Spanish bank eyes takeover of TSB

Plans for £1.7 billion takeover of TSB

Spanish bank eyes takeover of TSB

Plans for the £1.7 billion takeover of lender TSB have been unveiled in a deal set to increase Spain's interest in the UK banking sector.

The proposal from Barcelona-based Sabadell comes less than a year after TSB rejoined the London stock market in a split from Lloyds Banking Group.

TSB said its board was minded to back Sabadell's 340p-a-share offer and added that new ownership would help accelerate TSB's growth strategy, particularly in small business lending.

Lloyds, which still owns 50% of TSB and has been told to dispose of the remaining stake this year, said it was supportive of the takeover move.

The proposed price will provide a swift profit for the 60,000 ordinary retail investors who took part in TSB's 260p-a-share flotation last June.

It will also boost Spain's hold on UK banking after Santander's acquisition of Abbey, Alliance & Leicester and parts of Bradford & Bingley.

Sabadell, which is Spain's fifth largest bank and has a presence in the United States, pledged to keep the TSB brand name and create a "robust competitor" in UK banking.

TSB said Sabadell would draw on its experience in the Spanish banking market and in small and medium-sized business lending.

Its statement added: "Sabadell believes that the two companies share similar values and customer commitment."

TSB has 8,600 staff, operates 631 branches and serves 4.5 million customers. It recently reported annual profits of £170 million and said 8.4% of all people switching or opening a bank account last year chose TSB.

Sabadell, which operates under several different brands, was founded in Barcelona in 1881 and now employs 17,500 people and has 2,320 branches. It is already well known to Lloyds after buying the company's Spanish division in 2013.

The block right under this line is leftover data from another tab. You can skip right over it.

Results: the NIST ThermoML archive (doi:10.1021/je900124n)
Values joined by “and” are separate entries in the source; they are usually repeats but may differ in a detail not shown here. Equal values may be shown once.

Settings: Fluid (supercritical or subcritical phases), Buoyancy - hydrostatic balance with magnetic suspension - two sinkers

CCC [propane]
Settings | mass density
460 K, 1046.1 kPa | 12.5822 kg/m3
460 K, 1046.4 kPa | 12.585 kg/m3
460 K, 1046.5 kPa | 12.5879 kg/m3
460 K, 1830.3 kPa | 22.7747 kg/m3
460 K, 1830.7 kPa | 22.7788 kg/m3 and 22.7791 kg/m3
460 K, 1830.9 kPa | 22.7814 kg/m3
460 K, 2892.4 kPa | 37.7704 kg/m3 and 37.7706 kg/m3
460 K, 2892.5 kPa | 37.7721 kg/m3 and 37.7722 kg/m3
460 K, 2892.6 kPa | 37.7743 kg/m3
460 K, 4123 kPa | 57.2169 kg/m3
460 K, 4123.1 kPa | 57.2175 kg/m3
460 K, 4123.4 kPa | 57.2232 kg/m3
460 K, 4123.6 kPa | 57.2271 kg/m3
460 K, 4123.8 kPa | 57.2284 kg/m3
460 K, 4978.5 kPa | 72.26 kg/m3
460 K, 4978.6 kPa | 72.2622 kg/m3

Lloyds - 23% owned by the taxpayer after a bail-out in 2008 - was forced to offload the TSB business under European rules on state aid.

Last year's flotation was more than 10 times oversubscribed and raised £455 million, resulting in TSB's return to the market for the first time since 1995 when it merged with Lloyds.

Talks involving TSB and Sabadell are ongoing but in the meantime shares in the FTSE 250 Index-listed lender surged 25% to 330p.

Banking expert Kebin Ma, of Warwick Business School, said the deal looks good for both parties.

He added: "Banco Sabadell clearly faces the risk that the Spanish economy will remain sluggish for a prolonged period. The bank is not as diversified as Spanish rival Santander, and the acquisition of TSB should certainly help it achieve better diversification.

"From TSB's point of view, the deal is probably more about pure ownership, rather than any change in business model or risk. The offer is very good and the stock market response suggests the deal would create value for shareholders."

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